4. {
  5.  
  6.     public bool CanExecute(IDeploymentContext context)
  7.     {
  8.         return true;
  9.     }
  10.  
  11.     public void Execute(IDeploymentContext context)
  12.     {
  13.         ISharePointProject project = context.Project;
  14.         ExtensionHelper.ClearIECacheFile(project);
  15.     }
  16.  
  17.     public void Initialize(IDeploymentStepInfo stepInfo)
  18.     {
  19.         stepInfo.Name = "Clear IE cache";
  20.         stepInfo.Description = "This step deletes the specified files from the Internet Explorer cache of the current user.";
  21.         stepInfo.StatusBarMessage = "IE cache is being cleared…";
  22.     }
  23. }

To test the new extension, I’ve created a deployment configuration called Clear IE cache.

image

This DC has only a single deployment step, our new Clear IE cache DS.

image

Using the following project properties (reg. exp. used: ^.*\.(js|JS)$) we can delete all .js files that were cached from the active SharePoint site:

image

We can specify the files to be deleted explicitly in the IE cache file list property:

image

In this case these files would be deleted from the cache independently from the URL they were downloaded from:

image

The next screenshot displays a sample deployment for the previous configuration:

image

Using the All from current sites value of IE cache delete rule (not illustrated here) the deployment process clears all files cached from the active SharePoint site, filtering properties (IE cache file list and IE cache file pattern) are ignored.

You can download the updated version (v 1.1) of my VS extension from the original location.

May 20, 2010

Visual Studio 2010 extension for helping SharePoint 2010 debugging

Filed under: Reflection, SP 2010, VSX — Tags: , , — Peter Holpar @ 01:03

Visual Studio 2010 has – of course, among others – a great new feature that is VSIX and MEF-based extensions. Built on that technology you can extend the out of the box SharePoint toolset in Visual Studio.

There is a lot of useful resources on the theory and practice of VS SharePoint tools extensions, so I will not cover it now. If you need the background, you can  easily pick that up from these sites:

SharePoint Development in Visual Studio 2010 (Visual Studio 2010 Walkthroughs)
SharePoint Development in Visual Studio
Visual Studio Software Development Kit (SDK)
Several posts from Waldek Mastykarz on VS 2010
Visual Studio 2010: My very first SharePoint project extension from Johan Leino
Code and walkthrough for my Visual Studio Extensibility session from Wouter van Vugt

In this post I would like to introduce an extension I’ve created to make my life a bit easier. These tools are always “under construction”, but I’ve tried to create a consistent release to be able to share it with fellow developers.

I have published the project on CodePlex here. If you want to build it yourself, don’t forget to install the Visual Studio 2010 SDK.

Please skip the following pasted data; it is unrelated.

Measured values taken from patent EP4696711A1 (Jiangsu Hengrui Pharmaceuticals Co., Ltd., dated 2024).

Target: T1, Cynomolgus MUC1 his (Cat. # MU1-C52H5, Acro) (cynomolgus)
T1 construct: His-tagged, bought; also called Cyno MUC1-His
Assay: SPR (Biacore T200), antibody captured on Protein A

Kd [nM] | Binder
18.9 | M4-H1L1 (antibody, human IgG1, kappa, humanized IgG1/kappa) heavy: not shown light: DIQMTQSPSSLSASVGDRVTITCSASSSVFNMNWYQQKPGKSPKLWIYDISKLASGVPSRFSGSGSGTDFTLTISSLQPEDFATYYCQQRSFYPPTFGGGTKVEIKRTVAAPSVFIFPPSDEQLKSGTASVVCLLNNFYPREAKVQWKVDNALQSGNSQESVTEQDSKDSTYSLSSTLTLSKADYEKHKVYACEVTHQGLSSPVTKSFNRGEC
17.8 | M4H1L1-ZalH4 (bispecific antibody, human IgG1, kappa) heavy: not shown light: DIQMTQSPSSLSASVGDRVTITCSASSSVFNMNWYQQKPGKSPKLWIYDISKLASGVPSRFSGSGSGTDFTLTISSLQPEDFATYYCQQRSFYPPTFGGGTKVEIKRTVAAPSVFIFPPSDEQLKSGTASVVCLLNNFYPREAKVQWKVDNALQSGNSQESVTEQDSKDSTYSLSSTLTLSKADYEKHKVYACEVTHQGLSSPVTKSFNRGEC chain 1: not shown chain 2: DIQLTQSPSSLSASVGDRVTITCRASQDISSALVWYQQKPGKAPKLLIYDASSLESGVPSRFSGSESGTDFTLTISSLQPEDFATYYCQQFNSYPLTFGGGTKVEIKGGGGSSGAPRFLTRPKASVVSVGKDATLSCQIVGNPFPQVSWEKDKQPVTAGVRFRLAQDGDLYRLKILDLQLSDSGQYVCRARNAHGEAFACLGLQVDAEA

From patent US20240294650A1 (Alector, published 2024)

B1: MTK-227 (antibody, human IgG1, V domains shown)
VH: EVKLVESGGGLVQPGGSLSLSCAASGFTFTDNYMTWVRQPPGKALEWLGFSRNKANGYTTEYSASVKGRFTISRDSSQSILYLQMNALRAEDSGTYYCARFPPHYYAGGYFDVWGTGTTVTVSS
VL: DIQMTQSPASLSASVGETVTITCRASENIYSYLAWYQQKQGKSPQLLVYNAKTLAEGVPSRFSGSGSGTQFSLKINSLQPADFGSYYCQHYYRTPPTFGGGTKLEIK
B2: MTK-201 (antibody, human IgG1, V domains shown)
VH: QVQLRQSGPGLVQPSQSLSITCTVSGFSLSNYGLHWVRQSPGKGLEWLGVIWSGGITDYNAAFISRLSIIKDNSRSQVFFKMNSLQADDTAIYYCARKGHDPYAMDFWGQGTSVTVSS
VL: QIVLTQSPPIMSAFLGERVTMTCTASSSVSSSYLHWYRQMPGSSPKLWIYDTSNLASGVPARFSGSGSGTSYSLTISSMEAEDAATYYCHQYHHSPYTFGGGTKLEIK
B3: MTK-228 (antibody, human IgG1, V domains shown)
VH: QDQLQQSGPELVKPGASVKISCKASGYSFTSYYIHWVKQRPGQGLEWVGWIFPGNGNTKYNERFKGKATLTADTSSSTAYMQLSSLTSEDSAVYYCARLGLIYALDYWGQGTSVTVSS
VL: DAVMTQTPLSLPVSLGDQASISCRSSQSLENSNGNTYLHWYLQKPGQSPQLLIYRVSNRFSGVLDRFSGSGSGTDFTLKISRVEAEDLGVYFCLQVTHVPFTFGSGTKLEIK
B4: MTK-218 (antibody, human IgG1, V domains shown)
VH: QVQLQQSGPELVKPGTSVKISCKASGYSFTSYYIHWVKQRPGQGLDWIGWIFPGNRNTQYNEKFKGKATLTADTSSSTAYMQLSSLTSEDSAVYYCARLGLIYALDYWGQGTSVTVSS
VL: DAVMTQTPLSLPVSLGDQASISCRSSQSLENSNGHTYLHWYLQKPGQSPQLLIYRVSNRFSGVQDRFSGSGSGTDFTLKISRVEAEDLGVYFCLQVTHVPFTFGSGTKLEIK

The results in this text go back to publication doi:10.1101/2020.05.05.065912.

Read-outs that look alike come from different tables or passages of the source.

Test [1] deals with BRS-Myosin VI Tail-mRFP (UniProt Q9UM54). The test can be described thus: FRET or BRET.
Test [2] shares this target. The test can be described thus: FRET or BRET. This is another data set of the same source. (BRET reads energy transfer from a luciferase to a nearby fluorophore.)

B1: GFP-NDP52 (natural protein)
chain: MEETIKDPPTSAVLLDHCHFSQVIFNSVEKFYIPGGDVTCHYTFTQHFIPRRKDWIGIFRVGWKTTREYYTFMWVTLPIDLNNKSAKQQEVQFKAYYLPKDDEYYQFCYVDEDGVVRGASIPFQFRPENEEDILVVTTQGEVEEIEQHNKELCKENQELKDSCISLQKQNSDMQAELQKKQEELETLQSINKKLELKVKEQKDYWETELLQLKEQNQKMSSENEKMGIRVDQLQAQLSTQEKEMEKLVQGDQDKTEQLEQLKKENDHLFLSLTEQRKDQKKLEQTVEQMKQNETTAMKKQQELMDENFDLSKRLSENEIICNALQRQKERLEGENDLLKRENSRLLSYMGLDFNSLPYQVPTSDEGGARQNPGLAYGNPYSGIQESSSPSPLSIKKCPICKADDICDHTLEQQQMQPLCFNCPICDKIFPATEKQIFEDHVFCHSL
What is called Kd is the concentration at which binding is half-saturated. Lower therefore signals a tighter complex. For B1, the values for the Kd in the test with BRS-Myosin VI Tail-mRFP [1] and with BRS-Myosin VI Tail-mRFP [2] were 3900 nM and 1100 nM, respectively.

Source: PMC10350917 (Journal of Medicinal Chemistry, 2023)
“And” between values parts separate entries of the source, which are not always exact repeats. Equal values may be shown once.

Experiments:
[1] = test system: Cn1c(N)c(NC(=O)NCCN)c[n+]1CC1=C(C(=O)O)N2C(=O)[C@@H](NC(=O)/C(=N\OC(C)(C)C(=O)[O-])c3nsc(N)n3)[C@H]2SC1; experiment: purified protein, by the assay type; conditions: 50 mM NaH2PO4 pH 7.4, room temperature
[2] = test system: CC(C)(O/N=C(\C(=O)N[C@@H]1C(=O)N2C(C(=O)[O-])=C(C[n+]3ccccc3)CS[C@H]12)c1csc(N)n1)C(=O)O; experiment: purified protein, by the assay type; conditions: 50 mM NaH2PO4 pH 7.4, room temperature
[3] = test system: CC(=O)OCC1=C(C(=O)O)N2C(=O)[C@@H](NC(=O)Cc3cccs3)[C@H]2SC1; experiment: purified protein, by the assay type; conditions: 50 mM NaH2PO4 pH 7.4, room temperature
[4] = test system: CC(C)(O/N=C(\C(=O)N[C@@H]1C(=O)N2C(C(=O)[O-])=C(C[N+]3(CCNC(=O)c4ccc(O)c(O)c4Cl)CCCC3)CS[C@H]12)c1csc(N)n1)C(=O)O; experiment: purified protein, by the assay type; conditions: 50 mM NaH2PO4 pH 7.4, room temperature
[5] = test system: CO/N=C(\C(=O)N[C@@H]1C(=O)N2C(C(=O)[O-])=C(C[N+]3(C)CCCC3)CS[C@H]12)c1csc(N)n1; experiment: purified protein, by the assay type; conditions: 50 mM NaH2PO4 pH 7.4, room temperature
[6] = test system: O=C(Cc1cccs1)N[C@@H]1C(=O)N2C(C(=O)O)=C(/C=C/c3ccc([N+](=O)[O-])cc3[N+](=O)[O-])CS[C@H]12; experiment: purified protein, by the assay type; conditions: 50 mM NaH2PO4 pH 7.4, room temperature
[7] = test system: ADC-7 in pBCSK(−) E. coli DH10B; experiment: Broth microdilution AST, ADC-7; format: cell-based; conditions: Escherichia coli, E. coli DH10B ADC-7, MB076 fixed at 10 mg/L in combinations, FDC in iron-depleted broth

The extension adds six new menu items to the SharePoint project menu:

Attach debugger to OWSTIMER: If you would like to debug timer jobs, e-mail event receivers or other code that runs in the context of the SharePoint Timer Service, you can click this menu item instead of bothering with the Attach to Process dialog box (Debug / Attach to Process…).

Attach debugger to VSSPHOST4: The vssphost4.exe process is responsible for running SharePoint commands started by Visual Studio 2010. If your code runs in this context, that is the case for example when you create feature event receivers, and would like to debug that code, you can use this menu. In the current version the tool assumes that the process is already running. If this assumption is false, the action will fail.

Attach debugger to W3WP: Although Visual Studio attaches the debugger to the current web application pool process if you start and deploy the project, but deployment sometimes takes extra time (for example, the code did not change and already deployed) and would be easier just to simply attach to the worker process.

Recycle W3WP: Yes, there is a similar deployment step that recycle the current application pool process, but as I wrote, I don’t want to always deploy my project. This menu item helps me in this case.

Restart OWSTIMER: The reason for that is similar than the former one.

Start timer jobs: If you want to debug your timer jobs, you should start them first. You can wait for the jobs to start by their schedule or start them manually one-by-one in Central Admin, but it would be the best if you were able to start the from the Visual Studio IDE, where you want to debug them. So I extended the SharePoint projects with a custom property where you can specify the jobs you want to restart frequently when working on the project. This menu item will try to restart the jobs for you.

image

The following is an output of the job restart. You can see that there is a job that does not exist in my system. In this case you get an alert. Similarly, if the job is already in the running state, you get another kind of warning.

image

In the project extension I add new menu items and properties to the project:

  1. public void Initialize(ISharePointProjectService projectService)
  2. {
  3.     _ps = projectService;
  4.     _ps.ProjectMenuItemsRequested += new EventHandler<SharePointProjectMenuItemsRequestedEventArgs>(ProjectMenuItemsRequested);